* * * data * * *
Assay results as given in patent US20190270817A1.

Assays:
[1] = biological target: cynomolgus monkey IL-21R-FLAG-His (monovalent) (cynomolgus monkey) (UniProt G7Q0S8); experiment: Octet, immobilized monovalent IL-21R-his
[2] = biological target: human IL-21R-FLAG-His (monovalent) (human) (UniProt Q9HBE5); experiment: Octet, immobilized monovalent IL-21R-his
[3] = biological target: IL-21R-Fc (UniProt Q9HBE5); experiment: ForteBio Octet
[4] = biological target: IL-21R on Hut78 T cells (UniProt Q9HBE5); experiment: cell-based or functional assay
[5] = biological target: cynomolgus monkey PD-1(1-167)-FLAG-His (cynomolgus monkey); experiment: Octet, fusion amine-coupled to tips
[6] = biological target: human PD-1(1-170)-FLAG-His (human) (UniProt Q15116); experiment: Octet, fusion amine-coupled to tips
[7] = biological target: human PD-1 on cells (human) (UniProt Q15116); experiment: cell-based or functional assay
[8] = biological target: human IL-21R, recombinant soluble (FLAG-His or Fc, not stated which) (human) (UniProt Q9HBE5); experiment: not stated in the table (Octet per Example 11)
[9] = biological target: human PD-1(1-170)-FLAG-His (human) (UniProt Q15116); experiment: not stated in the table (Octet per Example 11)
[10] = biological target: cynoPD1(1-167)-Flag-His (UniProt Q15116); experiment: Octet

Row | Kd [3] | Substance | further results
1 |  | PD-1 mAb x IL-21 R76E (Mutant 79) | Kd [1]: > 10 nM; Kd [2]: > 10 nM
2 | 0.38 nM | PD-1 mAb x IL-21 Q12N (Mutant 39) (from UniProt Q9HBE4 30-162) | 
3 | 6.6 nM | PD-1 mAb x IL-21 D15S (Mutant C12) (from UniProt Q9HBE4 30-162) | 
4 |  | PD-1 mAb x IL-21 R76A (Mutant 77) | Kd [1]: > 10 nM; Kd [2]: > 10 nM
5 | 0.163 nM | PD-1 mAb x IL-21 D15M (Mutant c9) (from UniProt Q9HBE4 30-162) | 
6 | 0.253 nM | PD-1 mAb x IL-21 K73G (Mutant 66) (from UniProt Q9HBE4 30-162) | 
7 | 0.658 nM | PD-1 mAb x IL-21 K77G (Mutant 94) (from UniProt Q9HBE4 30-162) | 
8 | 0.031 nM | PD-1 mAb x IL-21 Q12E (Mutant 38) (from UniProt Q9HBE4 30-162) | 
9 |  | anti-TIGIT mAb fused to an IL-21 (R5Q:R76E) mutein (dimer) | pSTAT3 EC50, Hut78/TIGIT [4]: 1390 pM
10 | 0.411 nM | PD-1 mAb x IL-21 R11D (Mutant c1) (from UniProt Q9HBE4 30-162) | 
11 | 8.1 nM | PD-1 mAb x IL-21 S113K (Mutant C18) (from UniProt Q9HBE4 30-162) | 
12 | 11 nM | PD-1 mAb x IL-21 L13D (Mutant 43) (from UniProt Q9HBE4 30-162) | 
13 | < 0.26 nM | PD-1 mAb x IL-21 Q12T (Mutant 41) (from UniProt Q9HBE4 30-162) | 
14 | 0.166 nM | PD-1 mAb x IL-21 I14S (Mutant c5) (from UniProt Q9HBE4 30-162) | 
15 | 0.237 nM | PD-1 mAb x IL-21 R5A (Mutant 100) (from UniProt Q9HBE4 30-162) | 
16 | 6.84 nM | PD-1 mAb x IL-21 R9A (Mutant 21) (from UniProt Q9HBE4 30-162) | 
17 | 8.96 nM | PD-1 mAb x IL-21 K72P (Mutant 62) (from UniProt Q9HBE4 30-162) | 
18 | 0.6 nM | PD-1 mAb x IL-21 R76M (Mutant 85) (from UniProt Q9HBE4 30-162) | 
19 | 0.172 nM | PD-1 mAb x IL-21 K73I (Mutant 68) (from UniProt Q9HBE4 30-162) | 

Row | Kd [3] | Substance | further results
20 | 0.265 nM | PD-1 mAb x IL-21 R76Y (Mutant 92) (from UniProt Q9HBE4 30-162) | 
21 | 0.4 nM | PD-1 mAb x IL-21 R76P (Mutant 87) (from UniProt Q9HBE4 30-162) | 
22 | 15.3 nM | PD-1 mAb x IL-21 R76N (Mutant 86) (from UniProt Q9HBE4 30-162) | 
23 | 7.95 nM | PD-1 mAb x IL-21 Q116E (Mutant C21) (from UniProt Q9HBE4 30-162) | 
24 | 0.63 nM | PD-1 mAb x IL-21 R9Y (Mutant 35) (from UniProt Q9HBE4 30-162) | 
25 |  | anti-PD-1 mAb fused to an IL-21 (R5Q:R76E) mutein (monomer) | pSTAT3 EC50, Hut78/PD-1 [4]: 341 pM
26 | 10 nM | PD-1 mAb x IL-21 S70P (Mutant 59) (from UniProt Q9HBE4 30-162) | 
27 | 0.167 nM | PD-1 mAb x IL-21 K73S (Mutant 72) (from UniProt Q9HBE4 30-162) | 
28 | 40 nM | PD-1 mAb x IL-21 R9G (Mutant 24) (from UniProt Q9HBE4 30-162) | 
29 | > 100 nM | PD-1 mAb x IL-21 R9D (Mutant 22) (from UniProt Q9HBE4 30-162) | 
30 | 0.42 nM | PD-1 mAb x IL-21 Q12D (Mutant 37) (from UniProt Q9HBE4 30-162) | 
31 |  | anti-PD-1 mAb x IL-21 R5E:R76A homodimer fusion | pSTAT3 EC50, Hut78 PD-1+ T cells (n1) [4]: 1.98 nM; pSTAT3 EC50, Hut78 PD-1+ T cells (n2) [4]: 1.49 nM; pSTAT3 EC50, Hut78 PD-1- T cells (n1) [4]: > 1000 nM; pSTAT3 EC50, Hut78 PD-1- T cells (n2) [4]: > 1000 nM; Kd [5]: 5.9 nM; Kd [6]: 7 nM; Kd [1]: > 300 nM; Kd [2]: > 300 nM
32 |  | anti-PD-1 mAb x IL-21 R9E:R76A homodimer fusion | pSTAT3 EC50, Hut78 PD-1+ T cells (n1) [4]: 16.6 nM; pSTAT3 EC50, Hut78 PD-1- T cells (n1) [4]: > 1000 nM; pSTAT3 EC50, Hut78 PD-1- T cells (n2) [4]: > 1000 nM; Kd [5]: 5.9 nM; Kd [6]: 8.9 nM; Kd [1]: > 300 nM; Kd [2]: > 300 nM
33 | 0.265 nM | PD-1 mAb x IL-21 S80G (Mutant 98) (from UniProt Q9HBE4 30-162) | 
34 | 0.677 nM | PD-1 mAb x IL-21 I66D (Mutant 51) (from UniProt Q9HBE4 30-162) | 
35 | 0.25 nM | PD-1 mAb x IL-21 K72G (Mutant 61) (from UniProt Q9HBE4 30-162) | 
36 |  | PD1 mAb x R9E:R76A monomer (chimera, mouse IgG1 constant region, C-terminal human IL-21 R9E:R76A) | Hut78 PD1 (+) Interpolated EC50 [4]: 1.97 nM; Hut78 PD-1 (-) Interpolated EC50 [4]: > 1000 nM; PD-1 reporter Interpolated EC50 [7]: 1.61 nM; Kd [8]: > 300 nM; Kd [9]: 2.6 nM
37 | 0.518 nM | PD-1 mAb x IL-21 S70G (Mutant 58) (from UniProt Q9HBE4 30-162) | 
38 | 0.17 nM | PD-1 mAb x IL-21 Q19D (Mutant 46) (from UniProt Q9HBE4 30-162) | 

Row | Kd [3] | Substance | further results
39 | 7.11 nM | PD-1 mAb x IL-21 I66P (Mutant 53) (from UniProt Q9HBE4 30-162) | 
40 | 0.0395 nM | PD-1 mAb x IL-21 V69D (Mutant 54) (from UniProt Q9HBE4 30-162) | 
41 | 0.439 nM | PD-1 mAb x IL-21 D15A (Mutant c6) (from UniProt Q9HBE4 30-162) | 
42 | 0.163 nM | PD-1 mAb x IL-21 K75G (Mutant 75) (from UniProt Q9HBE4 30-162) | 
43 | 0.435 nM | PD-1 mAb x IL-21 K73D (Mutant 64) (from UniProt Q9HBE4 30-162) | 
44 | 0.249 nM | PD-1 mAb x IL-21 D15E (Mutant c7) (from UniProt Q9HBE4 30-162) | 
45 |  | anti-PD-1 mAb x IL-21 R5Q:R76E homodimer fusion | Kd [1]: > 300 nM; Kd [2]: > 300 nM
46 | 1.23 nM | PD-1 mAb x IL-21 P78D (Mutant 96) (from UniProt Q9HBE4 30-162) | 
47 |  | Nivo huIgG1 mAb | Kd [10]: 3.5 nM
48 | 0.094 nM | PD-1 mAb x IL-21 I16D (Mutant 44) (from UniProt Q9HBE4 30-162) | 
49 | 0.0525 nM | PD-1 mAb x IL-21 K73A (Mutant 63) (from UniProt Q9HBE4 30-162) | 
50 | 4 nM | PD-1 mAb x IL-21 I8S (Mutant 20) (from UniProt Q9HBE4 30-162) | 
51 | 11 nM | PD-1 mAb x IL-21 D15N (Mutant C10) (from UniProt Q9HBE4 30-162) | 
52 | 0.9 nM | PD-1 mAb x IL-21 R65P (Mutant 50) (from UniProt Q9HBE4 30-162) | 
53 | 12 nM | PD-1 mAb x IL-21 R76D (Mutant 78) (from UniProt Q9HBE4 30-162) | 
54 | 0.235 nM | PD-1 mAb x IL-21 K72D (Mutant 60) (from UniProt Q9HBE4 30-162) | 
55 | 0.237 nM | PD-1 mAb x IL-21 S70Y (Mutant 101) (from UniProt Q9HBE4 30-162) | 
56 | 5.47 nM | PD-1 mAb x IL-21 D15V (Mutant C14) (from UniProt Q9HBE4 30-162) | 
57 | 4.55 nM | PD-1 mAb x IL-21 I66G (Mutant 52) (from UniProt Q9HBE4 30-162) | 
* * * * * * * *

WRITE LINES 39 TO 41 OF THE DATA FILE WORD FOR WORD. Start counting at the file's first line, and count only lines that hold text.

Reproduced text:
25 |  | anti-PD-1 mAb fused to an IL-21 (R5Q:R76E) mutein (monomer) | pSTAT3 EC50, Hut78/PD-1 [4]: 341 pM
26 | 10 nM | PD-1 mAb x IL-21 S70P (Mutant 59) (from UniProt Q9HBE4 30-162) | 
27 | 0.167 nM | PD-1 mAb x IL-21 K73S (Mutant 72) (from UniProt Q9HBE4 30-162) | 